Posted by Sten Westgard, MS
- Do we have the right method?
- Do we have the right QC rules for that method?
- Do we have the right controls?
Labs often assume they've got all of the right stuff. It's humbling to examine studies or visit labs and determine that, alas, they have the wrong method, and they're doing the wrong QC on it, and they have the wrong controls, which only makes the problems worse.
The field frequently debates the relative importance of the phases of the total testing process: pre-analytical, analytical, and post-analytical. The pre-analytical phase is in its zenith right now, everyone concentrates on reducing errors in that phase, but on the whole, we still agree that each phase is part of a three-legged stool. If one of those legs is broken, the whole chair falls down. So labs cannot neglect any of the phases.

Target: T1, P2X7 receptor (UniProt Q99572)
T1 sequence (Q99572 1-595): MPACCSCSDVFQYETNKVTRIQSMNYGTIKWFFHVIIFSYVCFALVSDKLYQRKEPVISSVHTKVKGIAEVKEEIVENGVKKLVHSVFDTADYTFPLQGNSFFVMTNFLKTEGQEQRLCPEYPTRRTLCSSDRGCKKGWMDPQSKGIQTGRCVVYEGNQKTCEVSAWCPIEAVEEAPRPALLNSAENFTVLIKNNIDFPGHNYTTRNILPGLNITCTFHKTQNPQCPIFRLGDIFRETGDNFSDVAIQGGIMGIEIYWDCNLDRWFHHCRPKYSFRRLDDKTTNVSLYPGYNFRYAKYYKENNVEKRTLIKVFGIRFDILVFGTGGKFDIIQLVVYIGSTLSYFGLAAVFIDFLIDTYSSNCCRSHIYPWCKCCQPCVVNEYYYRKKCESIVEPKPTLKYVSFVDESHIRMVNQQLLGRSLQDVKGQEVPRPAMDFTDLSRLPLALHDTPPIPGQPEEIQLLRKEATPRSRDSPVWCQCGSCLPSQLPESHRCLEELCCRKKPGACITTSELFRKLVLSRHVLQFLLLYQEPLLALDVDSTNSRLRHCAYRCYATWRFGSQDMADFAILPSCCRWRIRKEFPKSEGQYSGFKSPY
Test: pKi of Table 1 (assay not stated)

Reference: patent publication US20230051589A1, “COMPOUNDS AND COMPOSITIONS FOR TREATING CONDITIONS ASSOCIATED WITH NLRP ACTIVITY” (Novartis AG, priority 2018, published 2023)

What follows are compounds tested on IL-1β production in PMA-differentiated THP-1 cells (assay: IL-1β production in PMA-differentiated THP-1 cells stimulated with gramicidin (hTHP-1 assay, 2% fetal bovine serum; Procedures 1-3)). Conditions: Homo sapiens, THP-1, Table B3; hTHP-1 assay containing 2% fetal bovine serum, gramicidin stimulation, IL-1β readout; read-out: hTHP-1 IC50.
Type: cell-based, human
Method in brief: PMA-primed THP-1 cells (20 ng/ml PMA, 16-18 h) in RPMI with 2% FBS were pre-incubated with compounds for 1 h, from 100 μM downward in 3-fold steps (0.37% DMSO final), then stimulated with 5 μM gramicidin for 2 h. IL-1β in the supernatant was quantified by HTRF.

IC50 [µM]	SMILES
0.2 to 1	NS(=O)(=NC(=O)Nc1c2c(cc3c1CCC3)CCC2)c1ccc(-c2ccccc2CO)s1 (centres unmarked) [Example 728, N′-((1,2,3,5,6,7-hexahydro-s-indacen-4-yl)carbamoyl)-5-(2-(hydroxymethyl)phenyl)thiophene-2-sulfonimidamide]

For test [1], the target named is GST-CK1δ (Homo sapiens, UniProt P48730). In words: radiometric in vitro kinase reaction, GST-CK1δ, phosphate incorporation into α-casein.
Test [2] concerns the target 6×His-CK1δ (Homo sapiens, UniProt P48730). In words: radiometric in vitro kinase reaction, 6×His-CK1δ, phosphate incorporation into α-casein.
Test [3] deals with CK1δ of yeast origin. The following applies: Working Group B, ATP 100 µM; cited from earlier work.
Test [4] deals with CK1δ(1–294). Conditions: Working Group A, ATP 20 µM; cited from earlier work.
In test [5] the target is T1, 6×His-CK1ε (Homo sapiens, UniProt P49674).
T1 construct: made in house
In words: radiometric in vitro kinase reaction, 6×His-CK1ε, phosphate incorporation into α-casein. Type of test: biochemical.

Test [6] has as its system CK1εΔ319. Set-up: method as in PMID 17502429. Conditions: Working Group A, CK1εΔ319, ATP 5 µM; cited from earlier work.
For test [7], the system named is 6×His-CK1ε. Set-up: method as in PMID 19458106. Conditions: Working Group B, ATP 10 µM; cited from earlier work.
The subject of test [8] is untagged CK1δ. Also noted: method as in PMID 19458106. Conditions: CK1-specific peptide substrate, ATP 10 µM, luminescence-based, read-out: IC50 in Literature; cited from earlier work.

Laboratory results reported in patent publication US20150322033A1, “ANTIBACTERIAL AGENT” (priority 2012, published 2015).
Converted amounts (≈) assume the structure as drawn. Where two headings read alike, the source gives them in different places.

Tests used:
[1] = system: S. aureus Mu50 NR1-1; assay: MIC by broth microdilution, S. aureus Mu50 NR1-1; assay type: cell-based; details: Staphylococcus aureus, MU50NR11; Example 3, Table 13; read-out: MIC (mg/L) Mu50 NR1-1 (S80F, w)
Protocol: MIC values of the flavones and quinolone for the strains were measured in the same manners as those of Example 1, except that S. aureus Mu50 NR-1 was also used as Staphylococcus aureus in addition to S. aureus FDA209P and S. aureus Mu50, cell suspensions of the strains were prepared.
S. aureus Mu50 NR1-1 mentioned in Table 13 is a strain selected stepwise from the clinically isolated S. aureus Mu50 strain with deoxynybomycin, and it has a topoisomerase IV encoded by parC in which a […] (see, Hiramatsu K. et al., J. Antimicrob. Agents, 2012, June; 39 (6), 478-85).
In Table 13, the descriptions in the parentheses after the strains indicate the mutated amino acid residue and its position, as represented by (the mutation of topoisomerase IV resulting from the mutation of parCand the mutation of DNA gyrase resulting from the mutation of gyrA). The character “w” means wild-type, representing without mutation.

With methods, QC practices, and controls, it's another three-legged stool. Ideally, we need the right method, right rules, and right controls. If the method falls short, the right rules and controls can help a little bit - at least they can tell you you're tipping over. But one of the real problems we're beginning to see is control-induced outliers and lab-induced outliers. These are out-of-control results that aren't real; they're just ghosts generated by poor practices and/or poor controls.
I know, as if it wasn't hard enough working the laboratory already. Now I'm going to be warning you about the quality of your controls, too.
Sorry for the short notice about this workshop. But I hope to see you there.